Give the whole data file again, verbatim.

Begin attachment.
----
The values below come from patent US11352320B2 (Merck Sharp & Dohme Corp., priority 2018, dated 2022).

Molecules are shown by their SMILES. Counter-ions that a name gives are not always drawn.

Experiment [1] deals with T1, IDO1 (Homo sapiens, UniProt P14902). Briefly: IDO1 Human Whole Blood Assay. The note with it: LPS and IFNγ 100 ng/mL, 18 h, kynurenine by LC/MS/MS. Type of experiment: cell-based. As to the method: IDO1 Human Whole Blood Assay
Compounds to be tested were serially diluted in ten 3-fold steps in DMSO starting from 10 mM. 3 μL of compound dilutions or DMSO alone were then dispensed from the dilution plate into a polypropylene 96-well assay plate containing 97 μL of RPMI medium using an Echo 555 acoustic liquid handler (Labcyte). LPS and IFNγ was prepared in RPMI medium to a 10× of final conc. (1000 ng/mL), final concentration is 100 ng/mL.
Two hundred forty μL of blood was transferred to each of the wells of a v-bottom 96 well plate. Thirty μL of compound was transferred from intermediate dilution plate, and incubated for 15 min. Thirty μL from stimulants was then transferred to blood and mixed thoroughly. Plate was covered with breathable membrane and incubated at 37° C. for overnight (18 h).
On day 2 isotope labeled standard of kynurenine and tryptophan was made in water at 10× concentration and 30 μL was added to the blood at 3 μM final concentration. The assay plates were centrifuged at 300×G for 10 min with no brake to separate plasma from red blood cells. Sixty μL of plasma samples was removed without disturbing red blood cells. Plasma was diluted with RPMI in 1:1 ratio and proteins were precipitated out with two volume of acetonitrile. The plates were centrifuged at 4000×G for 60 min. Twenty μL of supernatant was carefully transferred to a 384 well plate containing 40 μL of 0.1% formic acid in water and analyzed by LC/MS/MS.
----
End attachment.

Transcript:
The values below come from patent US11352320B2 (Merck Sharp & Dohme Corp., priority 2018, dated 2022).

Molecules are shown by their SMILES. Counter-ions that a name gives are not always drawn.

Experiment [1] deals with T1, IDO1 (Homo sapiens, UniProt P14902). Briefly: IDO1 Human Whole Blood Assay. The note with it: LPS and IFNγ 100 ng/mL, 18 h, kynurenine by LC/MS/MS. Type of experiment: cell-based. As to the method: IDO1 Human Whole Blood Assay
Compounds to be tested were serially diluted in ten 3-fold steps in DMSO starting from 10 mM. 3 μL of compound dilutions or DMSO alone were then dispensed from the dilution plate into a polypropylene 96-well assay plate containing 97 μL of RPMI medium using an Echo 555 acoustic liquid handler (Labcyte). LPS and IFNγ was prepared in RPMI medium to a 10× of final conc. (1000 ng/mL), final concentration is 100 ng/mL.
Two hundred forty μL of blood was transferred to each of the wells of a v-bottom 96 well plate. Thirty μL of compound was transferred from intermediate dilution plate, and incubated for 15 min. Thirty μL from stimulants was then transferred to blood and mixed thoroughly. Plate was covered with breathable membrane and incubated at 37° C. for overnight (18 h).
On day 2 isotope labeled standard of kynurenine and tryptophan was made in water at 10× concentration and 30 μL was added to the blood at 3 μM final concentration. The assay plates were centrifuged at 300×G for 10 min with no brake to separate plasma from red blood cells. Sixty μL of plasma samples was removed without disturbing red blood cells. Plasma was diluted with RPMI in 1:1 ratio and proteins were precipitated out with two volume of acetonitrile. The plates were centrifuged at 4000×G for 60 min. Twenty μL of supernatant was carefully transferred to a 384 well plate containing 40 μL of 0.1% formic acid in water and analyzed by LC/MS/MS.